It's Time to End the Intifada

Friday, March 9, 2001

Ariel Sharon was characteristically blunt when he took the helm as Prime Minister of Israel yesterday. While promising to work for peace, he told the Palestinians there would no new talks until the current violence stopped.
That is as it should be. After five months of bloodshed that have left more than 430 people dead, a cooling-off period is vital. Until guns are holstered and stones put down, nothing can be achieved at the peace table.

Why, then, do the Palestinians continue their uprising? The intifada, as the Palestinians know it, has achieved nothing for the Palestinian cause. To the contrary, it so alarmed Israeli voters that they elected the hard-line Mr. Sharon, a man whom Arabs consider a bitter foe. As a direct result of the intifada, the broad concessions offered to the Palestinians by Mr. Sharon's predecessor, Ehud Barak, are now off the table.

Yet Palestinian stones (and sometimes bullets) continue to fly. Only yesterday, a senior Palestinian leader said the intifada will go on until the Israeli occupation comes to an end. "We have to show Israelis that Sharon will not get them security," said Marwan Barghouthi, a leader of Yasser Arafat's Fatah organization. "If they want occupation and settlements, they can't have security."

Warming to his theme, he said: "We don't believe there are any advantages to negotiations without an intifada. So the intifada is the condition for the negotiations to succeed. The negotiations have no meaning without the intifada." In other words, while Mr. Sharon says talks can't start until the intifada ends, Mr. Barghouthi says they can't start unless the intifada continues.

This clarifies things. Palestinian leaders have always claimed that the intifada was a spontaneous eruption of rage at the Israeli occupation, and that it continued only because of the harsh Israeli response. Coming from Mr. Barghouthi it sounds more like a deliberate strategy, designed to remove Israel from the occupied territories by force.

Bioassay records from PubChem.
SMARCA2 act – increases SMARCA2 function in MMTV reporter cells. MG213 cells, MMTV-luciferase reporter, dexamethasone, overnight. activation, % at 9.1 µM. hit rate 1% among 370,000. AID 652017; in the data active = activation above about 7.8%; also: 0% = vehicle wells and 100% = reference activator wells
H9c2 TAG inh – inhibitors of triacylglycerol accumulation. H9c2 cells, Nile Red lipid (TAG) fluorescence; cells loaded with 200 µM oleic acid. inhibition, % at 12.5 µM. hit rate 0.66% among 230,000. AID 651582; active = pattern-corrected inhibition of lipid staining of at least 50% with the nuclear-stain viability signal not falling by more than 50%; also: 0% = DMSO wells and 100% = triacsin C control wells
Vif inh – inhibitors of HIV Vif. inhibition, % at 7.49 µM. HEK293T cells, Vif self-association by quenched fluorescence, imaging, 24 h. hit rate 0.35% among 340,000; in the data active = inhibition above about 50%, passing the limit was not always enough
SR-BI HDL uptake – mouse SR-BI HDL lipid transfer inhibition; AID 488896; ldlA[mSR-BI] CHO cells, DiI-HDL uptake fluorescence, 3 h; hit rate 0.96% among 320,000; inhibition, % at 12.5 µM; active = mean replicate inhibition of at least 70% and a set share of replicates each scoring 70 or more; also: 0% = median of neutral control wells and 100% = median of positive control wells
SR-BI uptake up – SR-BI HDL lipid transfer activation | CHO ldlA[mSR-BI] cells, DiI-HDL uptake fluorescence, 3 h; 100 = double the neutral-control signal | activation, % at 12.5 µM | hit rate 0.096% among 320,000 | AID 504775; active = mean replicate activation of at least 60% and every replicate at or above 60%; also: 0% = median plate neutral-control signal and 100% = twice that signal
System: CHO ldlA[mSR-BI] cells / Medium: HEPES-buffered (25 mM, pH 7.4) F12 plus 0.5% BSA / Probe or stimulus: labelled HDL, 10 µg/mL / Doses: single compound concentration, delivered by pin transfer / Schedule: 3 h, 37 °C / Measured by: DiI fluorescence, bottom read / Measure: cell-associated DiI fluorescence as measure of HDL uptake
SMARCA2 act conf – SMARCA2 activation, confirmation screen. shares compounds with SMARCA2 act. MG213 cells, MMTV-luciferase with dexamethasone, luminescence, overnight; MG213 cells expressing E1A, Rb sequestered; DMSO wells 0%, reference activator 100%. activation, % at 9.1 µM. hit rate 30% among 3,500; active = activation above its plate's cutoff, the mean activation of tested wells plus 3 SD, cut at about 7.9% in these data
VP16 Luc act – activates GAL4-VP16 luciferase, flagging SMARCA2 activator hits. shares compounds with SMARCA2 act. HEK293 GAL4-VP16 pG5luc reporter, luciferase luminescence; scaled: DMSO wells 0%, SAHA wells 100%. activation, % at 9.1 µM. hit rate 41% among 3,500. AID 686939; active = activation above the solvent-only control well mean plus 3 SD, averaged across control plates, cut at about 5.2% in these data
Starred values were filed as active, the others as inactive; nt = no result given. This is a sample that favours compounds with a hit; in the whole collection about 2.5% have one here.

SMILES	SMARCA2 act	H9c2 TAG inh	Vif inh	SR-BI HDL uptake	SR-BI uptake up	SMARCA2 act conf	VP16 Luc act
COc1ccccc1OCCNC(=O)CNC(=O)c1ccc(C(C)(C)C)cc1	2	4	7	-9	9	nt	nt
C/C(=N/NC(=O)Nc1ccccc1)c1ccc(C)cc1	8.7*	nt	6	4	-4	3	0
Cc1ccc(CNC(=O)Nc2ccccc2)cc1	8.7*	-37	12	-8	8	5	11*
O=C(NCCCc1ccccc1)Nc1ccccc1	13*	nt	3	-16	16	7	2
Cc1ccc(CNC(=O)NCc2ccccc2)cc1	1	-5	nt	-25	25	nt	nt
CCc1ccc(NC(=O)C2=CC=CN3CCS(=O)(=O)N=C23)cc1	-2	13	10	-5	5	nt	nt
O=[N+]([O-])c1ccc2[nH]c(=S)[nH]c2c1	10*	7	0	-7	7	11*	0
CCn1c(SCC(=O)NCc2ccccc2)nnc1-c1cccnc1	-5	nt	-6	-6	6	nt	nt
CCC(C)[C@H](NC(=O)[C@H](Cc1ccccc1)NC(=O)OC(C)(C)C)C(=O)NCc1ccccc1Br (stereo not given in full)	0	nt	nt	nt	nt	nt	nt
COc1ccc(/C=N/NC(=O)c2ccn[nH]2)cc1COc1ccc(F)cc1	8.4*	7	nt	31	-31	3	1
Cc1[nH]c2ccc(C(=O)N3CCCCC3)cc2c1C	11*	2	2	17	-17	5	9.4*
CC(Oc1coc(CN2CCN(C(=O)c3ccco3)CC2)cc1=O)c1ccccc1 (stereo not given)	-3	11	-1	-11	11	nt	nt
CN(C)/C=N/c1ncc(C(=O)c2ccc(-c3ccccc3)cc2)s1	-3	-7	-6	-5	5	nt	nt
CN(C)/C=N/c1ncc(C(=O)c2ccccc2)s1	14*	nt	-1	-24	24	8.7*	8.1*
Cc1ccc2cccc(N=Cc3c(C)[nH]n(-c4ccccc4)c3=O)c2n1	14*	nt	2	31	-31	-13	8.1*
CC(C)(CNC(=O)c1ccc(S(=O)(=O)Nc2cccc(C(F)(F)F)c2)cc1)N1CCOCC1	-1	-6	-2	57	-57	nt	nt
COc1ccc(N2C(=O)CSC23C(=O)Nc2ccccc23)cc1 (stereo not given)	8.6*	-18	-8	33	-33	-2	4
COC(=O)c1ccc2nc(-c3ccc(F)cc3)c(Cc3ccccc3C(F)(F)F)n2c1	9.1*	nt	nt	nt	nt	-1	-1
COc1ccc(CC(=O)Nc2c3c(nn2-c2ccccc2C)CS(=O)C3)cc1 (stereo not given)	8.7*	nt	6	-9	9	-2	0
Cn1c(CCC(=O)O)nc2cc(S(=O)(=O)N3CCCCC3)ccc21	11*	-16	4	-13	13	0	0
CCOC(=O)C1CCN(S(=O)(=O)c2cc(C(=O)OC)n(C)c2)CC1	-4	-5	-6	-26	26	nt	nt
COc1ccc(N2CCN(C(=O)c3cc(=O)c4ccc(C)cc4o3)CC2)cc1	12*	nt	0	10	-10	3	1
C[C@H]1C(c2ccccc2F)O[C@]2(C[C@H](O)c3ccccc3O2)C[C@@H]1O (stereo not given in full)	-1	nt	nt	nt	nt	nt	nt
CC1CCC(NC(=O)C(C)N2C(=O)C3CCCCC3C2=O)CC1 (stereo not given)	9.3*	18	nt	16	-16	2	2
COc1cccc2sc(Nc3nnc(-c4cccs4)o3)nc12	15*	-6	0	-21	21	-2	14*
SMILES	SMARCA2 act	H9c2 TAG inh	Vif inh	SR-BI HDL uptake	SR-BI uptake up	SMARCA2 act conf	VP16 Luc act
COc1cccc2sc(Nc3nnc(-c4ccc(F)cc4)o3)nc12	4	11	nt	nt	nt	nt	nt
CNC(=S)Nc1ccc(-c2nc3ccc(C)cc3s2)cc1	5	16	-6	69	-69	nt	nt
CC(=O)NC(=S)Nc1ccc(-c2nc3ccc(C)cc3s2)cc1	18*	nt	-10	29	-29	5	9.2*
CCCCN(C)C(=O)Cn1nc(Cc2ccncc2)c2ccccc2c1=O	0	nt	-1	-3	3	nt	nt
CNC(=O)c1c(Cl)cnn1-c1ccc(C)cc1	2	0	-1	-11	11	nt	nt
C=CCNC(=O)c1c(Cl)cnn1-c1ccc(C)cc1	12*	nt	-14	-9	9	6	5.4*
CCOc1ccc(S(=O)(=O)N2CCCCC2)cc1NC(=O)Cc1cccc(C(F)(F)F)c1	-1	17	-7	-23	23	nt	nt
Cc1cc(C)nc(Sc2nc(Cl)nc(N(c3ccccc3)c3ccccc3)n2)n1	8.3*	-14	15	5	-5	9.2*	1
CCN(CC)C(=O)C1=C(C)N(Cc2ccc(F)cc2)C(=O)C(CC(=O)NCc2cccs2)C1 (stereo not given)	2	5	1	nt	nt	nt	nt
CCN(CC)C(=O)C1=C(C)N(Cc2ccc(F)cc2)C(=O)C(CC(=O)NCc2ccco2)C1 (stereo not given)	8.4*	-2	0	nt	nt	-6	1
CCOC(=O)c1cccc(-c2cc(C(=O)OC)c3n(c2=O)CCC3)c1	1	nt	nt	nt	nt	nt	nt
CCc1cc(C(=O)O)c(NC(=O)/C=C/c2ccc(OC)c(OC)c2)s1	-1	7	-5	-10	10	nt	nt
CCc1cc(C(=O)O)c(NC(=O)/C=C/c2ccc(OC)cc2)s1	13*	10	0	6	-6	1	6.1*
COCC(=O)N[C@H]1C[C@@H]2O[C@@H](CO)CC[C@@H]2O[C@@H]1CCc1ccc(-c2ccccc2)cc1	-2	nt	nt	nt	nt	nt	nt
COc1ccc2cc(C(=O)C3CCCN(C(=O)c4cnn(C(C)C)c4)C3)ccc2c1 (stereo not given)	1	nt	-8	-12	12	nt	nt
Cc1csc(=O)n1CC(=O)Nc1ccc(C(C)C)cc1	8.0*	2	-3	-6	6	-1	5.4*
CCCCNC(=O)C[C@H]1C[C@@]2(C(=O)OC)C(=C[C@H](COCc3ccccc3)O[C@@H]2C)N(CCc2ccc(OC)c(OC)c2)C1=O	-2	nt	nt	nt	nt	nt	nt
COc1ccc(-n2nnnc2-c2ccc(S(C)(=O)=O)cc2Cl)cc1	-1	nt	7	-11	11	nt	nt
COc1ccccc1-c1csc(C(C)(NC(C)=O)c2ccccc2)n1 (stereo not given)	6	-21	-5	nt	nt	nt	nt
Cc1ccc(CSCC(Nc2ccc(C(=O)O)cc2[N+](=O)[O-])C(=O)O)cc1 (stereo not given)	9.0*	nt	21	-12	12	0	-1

Well, it won't work. Israelis always circle the wagons when they feel under attack, and that is exactly what they have done by electing Mr. Sharon. Instead of withdrawing, Israel is now determined to tighten its control of the territories and respond to every attack with equal or greater force.

Even if Palestinian violence had some chance of success, it would be wrong. When the Palestinian leaders formally entered the peace process in 1993, they promised to renounce violence. The Israelis effectively agreed to a negotiated departure from the West Bank and Gaza Strip. That was the deal: land for peace.

By reverting to violence, the Palestinians have broken that deal. That might have been justifiable if peace talks were going nowhere or the Israeli occupation were growing harsher. But the opposite was true. After many delays, Israeli forces had withdrawn from most Palestinian towns. Mr. Barak had tabled the most extensive concessions ever contemplated by an Israeli government, including an offer to cede Israeli sovereignty over parts of the holy of holies, Jerusalem.

Two months later, the intifada began. Why it happened then is a mystery. That it continues now is a crime.

©2001 - Globe and Mail

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